Saturday, June 22, 2024

Gary Glitter ordered to pay more than £500,000 to woman he abused

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The disgraced paedophile pop star Gary Glitter has been ordered by a high court judge to pay £508,800 in damages to one of the women he abused.

Glitter, whose real name is Paul Gadd, is being sued after his 2015 conviction for abusing the claimant and two other young people between 1975 and 1980.

She previously secured a “default judgment” in her claim – a ruling in her favour over Gadd’s liability – and on Tuesday Mrs Justice Tipples said the woman was entitled to damages of £508,800.

The judge said in a 13-page ruling: “There is no doubt that the claimant was subject to sexual abuse of the most serious kind by the defendant when she was only 12 years old and that has had a very significant adverse impact on the rest of her life.”

Tipples said the six-figure sum includes £381,000 in lost earnings and £7,800 for future therapy and treatment.

Richard Scorer, the head of abuse law at Slater and Gordon who acts for the claimant, said: “In making this award the court has properly acknowledged the appalling abuse suffered by my client. Whilst no amount of money can make up for horrific sexual abuse, the award at least goes some way to recognising the devastation inflicted on my client throughout her childhood and adult life.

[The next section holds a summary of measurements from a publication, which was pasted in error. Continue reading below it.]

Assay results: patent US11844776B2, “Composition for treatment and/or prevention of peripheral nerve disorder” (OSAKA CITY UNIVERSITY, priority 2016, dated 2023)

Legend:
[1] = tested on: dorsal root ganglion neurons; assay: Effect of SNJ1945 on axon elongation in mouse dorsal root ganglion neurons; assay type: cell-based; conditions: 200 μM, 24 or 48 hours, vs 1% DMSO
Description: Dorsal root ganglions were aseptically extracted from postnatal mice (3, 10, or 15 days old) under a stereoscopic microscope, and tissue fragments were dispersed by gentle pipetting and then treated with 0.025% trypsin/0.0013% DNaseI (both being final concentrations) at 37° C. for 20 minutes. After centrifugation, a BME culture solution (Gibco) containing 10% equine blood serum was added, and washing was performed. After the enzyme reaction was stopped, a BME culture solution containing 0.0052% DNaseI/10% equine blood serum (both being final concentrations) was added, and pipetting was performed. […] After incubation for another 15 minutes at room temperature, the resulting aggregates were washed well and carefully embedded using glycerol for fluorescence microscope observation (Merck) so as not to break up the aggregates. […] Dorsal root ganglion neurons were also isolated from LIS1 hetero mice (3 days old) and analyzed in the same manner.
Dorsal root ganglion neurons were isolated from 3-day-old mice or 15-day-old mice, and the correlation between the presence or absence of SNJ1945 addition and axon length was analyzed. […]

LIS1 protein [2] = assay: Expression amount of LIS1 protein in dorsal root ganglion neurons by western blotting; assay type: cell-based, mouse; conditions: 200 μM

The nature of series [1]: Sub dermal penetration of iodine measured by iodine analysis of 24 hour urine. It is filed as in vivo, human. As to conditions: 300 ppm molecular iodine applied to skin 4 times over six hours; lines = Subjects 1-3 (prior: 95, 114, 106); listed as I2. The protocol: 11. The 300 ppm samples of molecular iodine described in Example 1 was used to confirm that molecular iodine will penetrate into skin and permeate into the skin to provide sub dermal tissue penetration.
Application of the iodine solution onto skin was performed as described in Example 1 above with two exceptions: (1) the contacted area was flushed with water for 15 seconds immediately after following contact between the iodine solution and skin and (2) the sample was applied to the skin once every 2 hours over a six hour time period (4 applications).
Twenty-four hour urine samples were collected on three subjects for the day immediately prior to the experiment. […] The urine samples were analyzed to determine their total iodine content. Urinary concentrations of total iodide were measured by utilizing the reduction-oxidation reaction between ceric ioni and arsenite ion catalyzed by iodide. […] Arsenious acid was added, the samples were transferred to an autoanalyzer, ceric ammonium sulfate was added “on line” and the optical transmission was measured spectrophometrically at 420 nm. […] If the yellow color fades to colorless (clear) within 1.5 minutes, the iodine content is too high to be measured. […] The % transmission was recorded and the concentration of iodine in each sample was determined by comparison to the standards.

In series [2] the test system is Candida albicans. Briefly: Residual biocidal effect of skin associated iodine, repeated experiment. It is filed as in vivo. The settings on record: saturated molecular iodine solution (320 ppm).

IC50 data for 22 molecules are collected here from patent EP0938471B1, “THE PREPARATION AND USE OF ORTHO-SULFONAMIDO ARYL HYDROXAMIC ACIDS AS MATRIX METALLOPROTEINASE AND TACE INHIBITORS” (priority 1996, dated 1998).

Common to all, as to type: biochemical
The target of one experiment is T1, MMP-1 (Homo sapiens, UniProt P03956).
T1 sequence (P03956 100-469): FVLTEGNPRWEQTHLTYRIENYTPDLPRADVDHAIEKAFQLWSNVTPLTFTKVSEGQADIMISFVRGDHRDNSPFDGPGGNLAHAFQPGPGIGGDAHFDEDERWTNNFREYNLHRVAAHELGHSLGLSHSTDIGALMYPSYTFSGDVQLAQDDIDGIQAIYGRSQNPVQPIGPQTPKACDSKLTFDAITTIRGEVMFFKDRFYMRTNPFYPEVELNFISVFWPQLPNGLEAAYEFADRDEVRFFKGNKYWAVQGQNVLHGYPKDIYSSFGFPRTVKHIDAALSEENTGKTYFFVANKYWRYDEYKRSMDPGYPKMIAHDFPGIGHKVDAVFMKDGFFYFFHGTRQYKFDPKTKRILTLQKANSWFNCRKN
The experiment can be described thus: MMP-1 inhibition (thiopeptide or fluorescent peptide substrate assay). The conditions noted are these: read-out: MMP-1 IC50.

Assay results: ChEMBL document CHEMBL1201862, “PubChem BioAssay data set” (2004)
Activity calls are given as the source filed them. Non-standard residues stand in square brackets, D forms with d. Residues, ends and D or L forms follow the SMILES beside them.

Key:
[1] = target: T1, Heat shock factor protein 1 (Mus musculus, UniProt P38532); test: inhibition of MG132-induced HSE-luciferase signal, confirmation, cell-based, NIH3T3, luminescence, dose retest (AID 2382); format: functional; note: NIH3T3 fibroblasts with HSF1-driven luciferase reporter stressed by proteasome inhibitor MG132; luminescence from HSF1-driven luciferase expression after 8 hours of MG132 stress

“Gadd’s refusal to engage with the process merely proves his utter lack of remorse, something we will be reminding the Parole Board about if he makes another application for early release. We will be pursuing Gadd for payment and will continue to support our client through this process.”

A hearing is expected on Tuesday to consider any interest on the damages and legal costs.

At a hearing in March, the high court in London heard the woman – who cannot be named for legal reasons – has been unable to work for several decades as a result of the abuse.

Her barrister, Jonathan Metzer, said Gadd’s abuse had a “dramatic and terrible impact” on her education, work and personal relationships.

Gadd was jailed for 16 years in 2015 for sexually abusing three schoolgirls. His sentence expires in February 2031.

He was automatically released from HMP The Verne, a low-security prison in Portland, Dorset, in February last year after serving half of his fixed-term determinate sentence.

But he was put back in prison less than six weeks later when police monitoring showed he had breached his licence conditions by reportedly trying to access the dark web and viewing downloaded images of children.

A parole hearing in January concluded Gadd should not be released. The Parole Board said there was also concern about the lack of victim empathy that he had continued to show, and that he had not taken part in any programmes to address his offending because he continued to deny having a sexual interest in children.

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